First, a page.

Upper Canada’s William Hamilton Merritt and David Thompson 1 are entrepreneurs and visionaries and they catch a bug. They catch “canal fever,” which, along with malaria, is running rampant on this continent in the 1830s. “Canal fever” is an unhealthy obsession with building canals – a pun on the mosquito-born illnesses that plague the navvies who do the… Read more …
1845-1846. Canada West.
Wild places. Mystic spaces.
for Sky Walker Tehawennihárhos: Charter from Clarion Foreword Review
The satisfying third and final book in S. Minsos’ historical trilogy, Sky Walker Tehawennihárhos Charter follows the nineteenth-century disruption to Indigenous lands caused by European and American settlers.
As a young Mohawk in what is now known as Ontario, Squire Tehawennihárhos Davis—along with his cohorts, Scotchwoman Jennet Ferguson and Jeddah Golden, a man of mixed lineage from Appalachia—is tasked with coming into his own, both emotionally and financially, as the bankruptcy of the Grand River Navigation Company threatens his reality.
The book comes with enough of an introduction and overview of the rest of the series so that it can stand on its own. Despite being set over a century ago, the book tackles the intricacies of gender inequality and relationship issues in a relatable manner, tying the struggles of its characters to contemporary issues. Subplots of drama and romance add a coming-of-age element to the historical tale.
Rich, vivid descriptions employ all the senses; they are one of the strongest aspects of the novel. A root is described as “as thick as a slinking python”; “a makeshift but colourfully patched tent … with a yellow sock-flag waving on the pole at the tent’s peak” appears at a fair. These details enrich the story and help build a world that’s undeniably intoxicating.
Another highlight comes in the minor characters, who are brought to life in a multidimensional way that makes the Sky Walker Tehawennihárhos Charter universe immersive and realistic. All characters leave a lasting impression, even those as tertiary as Miles Finlen, the tall, gruff barkeep who works tirelessly to maintain respect for his bar while throwing out bums and serving patrons. Like many characters that could be written off as ancillary, in his few scenes Miles is instead presented as an integral spoke in the wheels of the trilogy.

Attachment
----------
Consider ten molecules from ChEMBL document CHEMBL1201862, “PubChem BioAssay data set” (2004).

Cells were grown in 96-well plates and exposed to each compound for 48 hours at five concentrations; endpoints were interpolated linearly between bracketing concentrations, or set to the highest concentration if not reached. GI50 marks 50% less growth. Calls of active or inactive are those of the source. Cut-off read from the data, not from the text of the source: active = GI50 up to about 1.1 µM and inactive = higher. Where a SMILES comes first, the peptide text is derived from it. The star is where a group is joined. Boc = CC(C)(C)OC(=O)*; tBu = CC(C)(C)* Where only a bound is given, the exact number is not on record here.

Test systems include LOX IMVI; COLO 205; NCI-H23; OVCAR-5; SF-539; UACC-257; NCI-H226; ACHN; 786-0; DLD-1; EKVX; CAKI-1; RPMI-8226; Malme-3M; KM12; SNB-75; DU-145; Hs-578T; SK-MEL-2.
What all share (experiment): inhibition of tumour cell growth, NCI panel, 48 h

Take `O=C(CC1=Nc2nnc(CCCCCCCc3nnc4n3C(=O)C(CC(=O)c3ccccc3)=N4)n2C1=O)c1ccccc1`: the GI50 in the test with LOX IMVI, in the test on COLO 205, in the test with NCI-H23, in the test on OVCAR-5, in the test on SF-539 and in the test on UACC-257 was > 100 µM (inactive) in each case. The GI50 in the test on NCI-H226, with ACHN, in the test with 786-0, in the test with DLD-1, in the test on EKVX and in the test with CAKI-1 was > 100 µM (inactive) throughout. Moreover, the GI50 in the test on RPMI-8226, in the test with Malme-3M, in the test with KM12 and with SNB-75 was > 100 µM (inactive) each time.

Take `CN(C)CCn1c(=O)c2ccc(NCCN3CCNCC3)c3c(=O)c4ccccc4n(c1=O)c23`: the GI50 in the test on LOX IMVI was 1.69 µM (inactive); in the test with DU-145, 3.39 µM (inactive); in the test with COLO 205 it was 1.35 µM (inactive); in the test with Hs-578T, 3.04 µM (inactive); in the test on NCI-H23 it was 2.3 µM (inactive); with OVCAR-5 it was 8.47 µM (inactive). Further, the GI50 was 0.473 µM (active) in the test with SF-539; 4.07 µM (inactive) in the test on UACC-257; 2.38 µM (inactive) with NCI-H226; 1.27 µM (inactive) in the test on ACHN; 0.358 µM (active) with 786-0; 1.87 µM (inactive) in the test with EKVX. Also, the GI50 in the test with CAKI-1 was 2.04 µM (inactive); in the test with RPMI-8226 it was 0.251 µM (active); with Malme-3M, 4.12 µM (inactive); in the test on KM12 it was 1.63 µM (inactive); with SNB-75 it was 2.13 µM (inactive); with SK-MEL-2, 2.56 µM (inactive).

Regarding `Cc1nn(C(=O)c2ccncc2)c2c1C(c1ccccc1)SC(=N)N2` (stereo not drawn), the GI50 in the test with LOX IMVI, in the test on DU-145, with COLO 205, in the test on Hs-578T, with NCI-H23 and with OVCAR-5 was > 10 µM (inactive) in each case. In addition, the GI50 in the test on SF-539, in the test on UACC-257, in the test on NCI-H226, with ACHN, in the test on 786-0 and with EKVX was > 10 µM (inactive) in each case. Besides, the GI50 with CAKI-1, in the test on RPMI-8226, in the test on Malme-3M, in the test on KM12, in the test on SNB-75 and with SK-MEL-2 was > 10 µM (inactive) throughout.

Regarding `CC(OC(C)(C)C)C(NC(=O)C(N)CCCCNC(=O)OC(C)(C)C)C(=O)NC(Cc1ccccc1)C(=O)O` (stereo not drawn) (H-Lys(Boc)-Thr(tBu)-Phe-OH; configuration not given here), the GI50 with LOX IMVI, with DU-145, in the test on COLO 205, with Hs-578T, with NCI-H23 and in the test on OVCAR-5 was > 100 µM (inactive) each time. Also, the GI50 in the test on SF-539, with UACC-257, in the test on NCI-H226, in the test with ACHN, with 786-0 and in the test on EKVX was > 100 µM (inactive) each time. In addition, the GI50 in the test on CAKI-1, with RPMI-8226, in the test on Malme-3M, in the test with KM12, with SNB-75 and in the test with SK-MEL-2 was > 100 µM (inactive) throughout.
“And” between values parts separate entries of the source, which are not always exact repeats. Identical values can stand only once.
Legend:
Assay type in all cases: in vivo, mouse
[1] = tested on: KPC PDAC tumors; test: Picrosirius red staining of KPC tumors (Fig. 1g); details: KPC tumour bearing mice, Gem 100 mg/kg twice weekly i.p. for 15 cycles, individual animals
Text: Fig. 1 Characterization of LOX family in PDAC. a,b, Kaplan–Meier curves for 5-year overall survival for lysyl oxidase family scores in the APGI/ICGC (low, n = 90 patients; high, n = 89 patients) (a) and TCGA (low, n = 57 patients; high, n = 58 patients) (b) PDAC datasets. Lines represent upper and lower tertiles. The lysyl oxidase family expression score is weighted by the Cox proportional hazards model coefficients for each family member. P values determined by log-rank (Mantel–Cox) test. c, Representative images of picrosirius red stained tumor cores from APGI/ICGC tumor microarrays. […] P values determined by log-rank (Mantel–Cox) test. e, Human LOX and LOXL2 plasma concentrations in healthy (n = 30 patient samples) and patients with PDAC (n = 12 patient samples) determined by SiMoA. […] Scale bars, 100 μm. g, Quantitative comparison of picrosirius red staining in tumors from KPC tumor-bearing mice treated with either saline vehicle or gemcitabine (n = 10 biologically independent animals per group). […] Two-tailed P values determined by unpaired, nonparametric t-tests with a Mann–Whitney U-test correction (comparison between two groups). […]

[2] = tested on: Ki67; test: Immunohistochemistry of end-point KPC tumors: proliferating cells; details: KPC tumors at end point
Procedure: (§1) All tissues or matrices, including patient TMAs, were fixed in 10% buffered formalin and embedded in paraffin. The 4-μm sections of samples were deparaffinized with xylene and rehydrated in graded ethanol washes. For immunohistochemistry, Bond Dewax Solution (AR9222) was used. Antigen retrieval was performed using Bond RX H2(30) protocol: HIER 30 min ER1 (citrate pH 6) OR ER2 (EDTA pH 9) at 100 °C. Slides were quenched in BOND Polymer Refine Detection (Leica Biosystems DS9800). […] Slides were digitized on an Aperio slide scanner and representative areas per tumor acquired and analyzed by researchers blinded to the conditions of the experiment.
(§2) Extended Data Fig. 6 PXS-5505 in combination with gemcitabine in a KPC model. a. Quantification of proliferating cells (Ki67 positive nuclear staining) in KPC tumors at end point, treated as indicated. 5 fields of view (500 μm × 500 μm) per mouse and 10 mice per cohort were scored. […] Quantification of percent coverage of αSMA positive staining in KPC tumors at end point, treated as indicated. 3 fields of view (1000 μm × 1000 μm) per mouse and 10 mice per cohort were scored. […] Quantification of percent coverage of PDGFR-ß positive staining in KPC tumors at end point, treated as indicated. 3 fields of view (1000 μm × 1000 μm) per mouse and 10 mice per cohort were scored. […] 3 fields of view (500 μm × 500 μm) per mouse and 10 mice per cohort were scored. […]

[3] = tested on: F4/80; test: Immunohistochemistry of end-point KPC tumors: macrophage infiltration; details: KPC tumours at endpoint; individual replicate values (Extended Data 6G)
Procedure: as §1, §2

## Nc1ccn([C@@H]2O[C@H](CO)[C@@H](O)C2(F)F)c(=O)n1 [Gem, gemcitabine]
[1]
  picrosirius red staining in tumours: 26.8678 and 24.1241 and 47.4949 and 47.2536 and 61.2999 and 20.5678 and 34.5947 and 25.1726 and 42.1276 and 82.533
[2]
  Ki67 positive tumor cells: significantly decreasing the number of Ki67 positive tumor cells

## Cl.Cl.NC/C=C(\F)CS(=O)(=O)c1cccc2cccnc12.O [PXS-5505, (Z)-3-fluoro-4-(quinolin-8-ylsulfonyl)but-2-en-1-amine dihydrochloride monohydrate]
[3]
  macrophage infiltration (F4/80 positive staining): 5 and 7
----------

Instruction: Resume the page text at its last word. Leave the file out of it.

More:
The complexities of the era are thoroughly researched and accurately imparted, as evidenced by the detail in both the book and its lengthy introduction. These historical trials are never intrusive in the text; they are always incorporated in a relatable way.
The novel’s lovable, intricate characters and the challenges that they face every day, from protecting their lands to safeguarding their hearts, are an irresistible draw. Minsos concludes a three-part saga with Sky Walker Tehawennihárhos Charter, a satisfying narrative that weaves all characters and story lines together.
Reviewed by Lillian Brown
Disclosure: This article is not an endorsement, but a review. The author of this book provided free copies of the book and paid a small fee to have their book reviewed by a professional reviewer. Foreword Reviews and Clarion Reviews make no guarantee that the author will receive a positive review. Foreword Magazine, Inc. is disclosing this in accordance with the Federal Trade Commission’s 16 CFR, Part 255.
E-book, CHARTER, available from FriesenPress Bookstore.
Books 1 and 2 available on Audiobooks.com.
History on the ground.
Adventure and romance.
The Mohawk Trilogy is a saga about outliers in the alien world of the mid-19th century, Upper Canada.
Weird Tit-for-tat: the game of our lives for ordinary people
“Gang members took an oath of secrecy. They vowed to support each other in any way possible. They pledged to provide alibis in case they were arrested, and to back each other in court. This was a homegrown, nineteenth century Canadian ‘Mafia,’ a ‘mob,’ one of the earliest known cases of organized crime in British… Read more …
“The contortions of the poor men so shook the loosely constructed gallows that a heavy brace became loosened and fell, striking one of the victims on the head and killing him instantly, thus relieving him from the tortures of the rope. After the men had been duly strangled, their heads were chopped off and exhibited… Read more …